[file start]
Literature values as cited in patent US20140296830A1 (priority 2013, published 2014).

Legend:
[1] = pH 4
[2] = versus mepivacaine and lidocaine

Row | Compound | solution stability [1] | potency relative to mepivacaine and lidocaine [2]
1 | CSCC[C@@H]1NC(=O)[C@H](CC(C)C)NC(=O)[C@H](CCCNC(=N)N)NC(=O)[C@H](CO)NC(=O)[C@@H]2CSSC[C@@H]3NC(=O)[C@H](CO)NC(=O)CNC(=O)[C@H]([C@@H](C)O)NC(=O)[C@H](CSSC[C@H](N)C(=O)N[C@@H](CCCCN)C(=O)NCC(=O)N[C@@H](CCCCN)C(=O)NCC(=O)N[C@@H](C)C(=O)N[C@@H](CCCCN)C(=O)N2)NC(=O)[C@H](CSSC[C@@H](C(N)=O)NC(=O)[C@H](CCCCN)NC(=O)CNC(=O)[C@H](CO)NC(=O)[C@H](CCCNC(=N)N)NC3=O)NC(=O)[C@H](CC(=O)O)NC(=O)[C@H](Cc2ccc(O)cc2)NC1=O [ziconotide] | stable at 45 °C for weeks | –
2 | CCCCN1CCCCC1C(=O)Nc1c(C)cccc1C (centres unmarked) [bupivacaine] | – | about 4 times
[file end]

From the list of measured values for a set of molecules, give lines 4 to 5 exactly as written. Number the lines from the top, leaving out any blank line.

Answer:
[2] = versus mepivacaine and lidocaine

Row | Compound | solution stability [1] | potency relative to mepivacaine and lidocaine [2]